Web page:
After a period of time, for example thirty seconds as shown in the drawing, back EMF may have built up to the point where starter torque may be significantly reduced. In order to maintain starter torque, the field current is reduced by reducing the duty cycle of the field transistor drive signal 22, thus reducing back EMF and maintaining armature current at a desired level, during a field weakening period 32, which operation maintains starter torque until starter cutoff speed is achieved.
As noted herein, conventional speed sensors are expensive and can be high maintenance items. Also, in some control designs, loss of a speed sensor results in starter shutdown. As an alternative to the use of a speed sensor, and in accordance with the invention, the control circuit 20 is provided with a field weakening level sensing function. This function is accomplished in the described embodiment by monitoring the voltage drop across an interpole winding 40. This voltage may be used to represent the armature current at any point of time or averaged over selected time periods. The interpole winding 40 voltage is input to a conventional analog to digital converter 42 to permit digital processing by the control circuit 20, if so desired. Although in the described embodiment the control circuit 20 is realized in the form of a microprocessor-based system, those skilled in the art will readily appreciate and understand that equivalent function and operation can be realized using analog circuits as well as discrete digital circuits.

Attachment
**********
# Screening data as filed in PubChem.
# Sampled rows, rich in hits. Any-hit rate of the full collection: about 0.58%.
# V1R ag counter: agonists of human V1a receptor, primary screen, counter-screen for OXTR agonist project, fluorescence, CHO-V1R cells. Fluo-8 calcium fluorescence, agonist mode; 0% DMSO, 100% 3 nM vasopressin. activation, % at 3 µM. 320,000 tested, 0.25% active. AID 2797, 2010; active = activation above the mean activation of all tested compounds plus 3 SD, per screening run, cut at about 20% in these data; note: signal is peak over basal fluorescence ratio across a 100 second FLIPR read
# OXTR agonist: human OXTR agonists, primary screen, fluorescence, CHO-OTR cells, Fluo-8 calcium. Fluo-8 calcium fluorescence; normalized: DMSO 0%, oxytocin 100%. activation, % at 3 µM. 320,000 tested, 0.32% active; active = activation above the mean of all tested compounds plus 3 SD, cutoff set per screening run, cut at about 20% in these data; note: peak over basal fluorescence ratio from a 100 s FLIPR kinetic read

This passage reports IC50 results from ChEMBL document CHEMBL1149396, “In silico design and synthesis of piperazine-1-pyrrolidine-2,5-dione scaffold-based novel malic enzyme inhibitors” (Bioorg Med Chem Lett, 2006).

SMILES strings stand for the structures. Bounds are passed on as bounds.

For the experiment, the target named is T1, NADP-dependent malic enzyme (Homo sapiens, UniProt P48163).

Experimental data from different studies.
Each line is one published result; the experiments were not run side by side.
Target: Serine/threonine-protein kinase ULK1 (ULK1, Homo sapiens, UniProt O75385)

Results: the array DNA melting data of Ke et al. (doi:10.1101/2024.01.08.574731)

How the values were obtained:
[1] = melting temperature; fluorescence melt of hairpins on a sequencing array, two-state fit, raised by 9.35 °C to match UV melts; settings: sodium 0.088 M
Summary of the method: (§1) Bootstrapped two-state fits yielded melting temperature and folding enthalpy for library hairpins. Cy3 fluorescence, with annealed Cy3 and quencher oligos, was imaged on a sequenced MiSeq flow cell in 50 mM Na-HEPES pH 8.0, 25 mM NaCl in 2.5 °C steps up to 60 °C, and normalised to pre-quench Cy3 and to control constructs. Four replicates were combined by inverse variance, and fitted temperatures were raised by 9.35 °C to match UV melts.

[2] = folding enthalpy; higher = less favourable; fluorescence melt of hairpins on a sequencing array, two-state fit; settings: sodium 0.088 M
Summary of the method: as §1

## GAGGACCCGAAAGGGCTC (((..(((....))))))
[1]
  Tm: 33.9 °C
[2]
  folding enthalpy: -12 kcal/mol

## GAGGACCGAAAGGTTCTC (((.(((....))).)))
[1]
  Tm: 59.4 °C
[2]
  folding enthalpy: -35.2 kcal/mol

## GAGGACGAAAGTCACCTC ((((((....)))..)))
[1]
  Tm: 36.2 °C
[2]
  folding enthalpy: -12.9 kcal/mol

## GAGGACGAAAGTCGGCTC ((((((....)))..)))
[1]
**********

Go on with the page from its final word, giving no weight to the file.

The control circuit 20 uses the armature current information as part of a conventional field weakening function to determine the appropriate field weakening level. The control circuit 20 includes an error amplifier 46 which compares the detected armature current (as represented by the digitized interpole winding voltage 44) to a desired and predetermined armature current setpoint reference 52. The armature current setpoint is selected as the desired armature current used to maintain adequate starting torque for the engine. The error signal output from the amplifier 46 is input to the PWM control circuit 24 to control the appropriate field weakening level so as to maintain the armature current at the desired setpoint 52 in a closed loop control operation. This field weakening level is determined by adjusting the PWM drive 24 duty cycle. For example, if the armature current is below the required setpoint level, the control circuit 20 reduces the PWM duty cycle from the PWM control circuit 24. This reduced duty cycle causes a reduced field current which causes a drop in back EMF so that the armature current increases towards the setpoint value.